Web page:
A preliminary test of Google Scholar as a source for citation data: a longitudinal study of Nobel prize winners
Most governmental research assessment exercises do not use citation data for the Social Sciences and Humanities as Web of Science or Scopus coverage in these disciplines is considered to be insufficient. We therefore assess to what extent Google Scholar can be used as an alternative source of citation data. In order to provide a credible alternative, Google Scholar needs to be stable over time, display comprehensive coverage, and provide non-biased comparisons across disciplines. This article assesses these conditions through a longitudinal study of 20 Nobel Prize winners in Chemistry, Economics, Medicine and Physics. Our results indicate that Google Scholar displays considerable stability over time. However, coverage for disciplines that have traditionally been poorly represented in Google Scholar (Chemistry and Physics) is increasing rapidly. Google Scholar’s coverage is also comprehensive; all of the 800 most cited publications by our Nobelists can be located in Google Scholar, although in four cases there are some problems with the results. Finally, we argue that Google Scholar might provide a less biased comparison across disciplines than the Web of Science. The use of Google Scholar might therefore redress the traditionally disadvantaged position of the Social Sciences in citation analysis.
KeywordsGoogle Scholar Web of science Social sciences Citation analysis
- Belew, R. K. (2005). Scientific impact quantity and quality: Analysis of two sources of bibliographic data, arXiv:cs.IR/0504036 v1, 11 April 2005.Google Scholar
- Bornmann, L., Marx, W., Schier, H., Rahm, E., Thor, A., & Daniel, H.-D. (2009). Convergent validity of bibliometric Google Scholar data in the field of chemistry: Citation counts for papers that were accepted by Angewandte Chemie International Edition or rejected but published elsewhere, using Google Scholar, Science Citation Index, Scopus, and Chemical Abstracts. Journal of Informetrics, 3(1), 27–35.CrossRefGoogle Scholar
- Bosman, J., Mourik, I. van, Rasch, M., Sieverts, E., & Verhoeff, H. (2006). Scopus reviewed and compared. The coverage and functionality of the citation database Scopus, including comparisons with Web of Science and Google Scholar, Utrecht: Utrecht University Library, http://igitur-archive.library.uu.nl/DARLIN/2006-1220-200432/Scopusdoorgelicht&vergelekentranslated.pdf.
- García-Pérez, M. A. (2010). Accuracy and completeness of publication and Citation Records in the Web of Science, PsycINFO, and Google Scholar: A case study for the computation of h indices in Psychology. Journal of the American Society for Information Science and Technology, 61(10), 2070–2085.CrossRefGoogle Scholar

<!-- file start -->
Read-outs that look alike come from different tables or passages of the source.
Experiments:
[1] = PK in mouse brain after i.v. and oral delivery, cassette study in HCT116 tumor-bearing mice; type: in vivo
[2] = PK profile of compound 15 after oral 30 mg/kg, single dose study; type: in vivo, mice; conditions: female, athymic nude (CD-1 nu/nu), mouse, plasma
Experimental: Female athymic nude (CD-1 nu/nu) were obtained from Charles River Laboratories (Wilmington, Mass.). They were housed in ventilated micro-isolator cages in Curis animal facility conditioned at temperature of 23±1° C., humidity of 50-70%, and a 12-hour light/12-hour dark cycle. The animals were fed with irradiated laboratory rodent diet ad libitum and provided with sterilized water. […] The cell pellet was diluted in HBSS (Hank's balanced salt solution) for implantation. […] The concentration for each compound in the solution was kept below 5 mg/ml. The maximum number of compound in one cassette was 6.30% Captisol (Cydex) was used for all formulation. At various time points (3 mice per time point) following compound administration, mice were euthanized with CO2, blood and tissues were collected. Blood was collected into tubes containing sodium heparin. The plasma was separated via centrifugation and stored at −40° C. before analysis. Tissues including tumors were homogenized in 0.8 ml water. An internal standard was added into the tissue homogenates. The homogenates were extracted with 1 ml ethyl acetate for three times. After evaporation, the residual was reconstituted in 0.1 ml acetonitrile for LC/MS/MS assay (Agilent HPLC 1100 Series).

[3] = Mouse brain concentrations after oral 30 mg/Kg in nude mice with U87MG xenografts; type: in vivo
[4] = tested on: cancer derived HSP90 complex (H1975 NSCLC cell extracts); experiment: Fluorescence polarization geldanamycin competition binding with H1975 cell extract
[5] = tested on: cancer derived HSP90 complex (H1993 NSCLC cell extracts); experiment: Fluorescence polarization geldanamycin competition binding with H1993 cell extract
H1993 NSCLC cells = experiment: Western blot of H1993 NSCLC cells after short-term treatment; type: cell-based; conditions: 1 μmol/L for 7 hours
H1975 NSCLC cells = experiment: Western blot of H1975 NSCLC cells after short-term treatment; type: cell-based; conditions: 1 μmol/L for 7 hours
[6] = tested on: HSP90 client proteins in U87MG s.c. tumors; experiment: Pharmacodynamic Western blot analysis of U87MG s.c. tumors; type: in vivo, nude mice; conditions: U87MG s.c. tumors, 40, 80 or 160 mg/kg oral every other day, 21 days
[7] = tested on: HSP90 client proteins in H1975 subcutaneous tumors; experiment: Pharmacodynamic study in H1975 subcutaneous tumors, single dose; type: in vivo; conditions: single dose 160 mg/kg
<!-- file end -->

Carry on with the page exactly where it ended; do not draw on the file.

- Hare, J. (2011). Most universities below par on research, The Australian, 1 February, 2011, http://www.theaustralian.com.au/higher-education/most-universities-below-par-on-research/story-e6frgcjx-1225997730868.
- Harzing, A. W. (2007). Publish or Perish. Retrieved from http://www.harzing.com/pop.htm.
- Harzing, A. W. (2010a). Citation analysis across disciplines: The Impact of different data sources and citation metrics, www.harzing.com white paper, Retrieved January 31, 2012, from http://www.harzing.com/data_metrics_comparison.htm.
- Harzing, A. W. (2010b). The Publish or Perish Book: Your guide to effective and responsible citation analysis. Melbourne: Tarma Software Research.Google Scholar
- Harzing, A. W., & van der Wal, R. (2008). Google Scholar as a new source for citation analysis? Ethics in Science and Environmental Politics, 8(1), 62–71.Google Scholar
- Jump, P. (2011). Free app has the cite stuff for REF, Times Higher Education Supplement. Retrieved June 30, 2011, from http://www.timeshighereducation.co.uk/story.asp?storycode=416647.
- London School of Economics and Political Science. (2011). Impact of the social sciences: Maximizing the impact of academic research. Retrieved from http://blogs.lse.ac.uk/impactofsocialsciences/.
- Murphy, P. (1996). Determining measures of the quality and impact of journals, Commissioned Report No. 49, Australian Government Publishing Service, Canberra.Google Scholar
- Pauly, D., & Stergiou, K. I. (2005). Equivalence of results from two citation analyses: Thomson ISI’s Citation Index and Google Scholar’s service (pp. 33–35). December: Ethics in Science and Environmental Politics.Google Scholar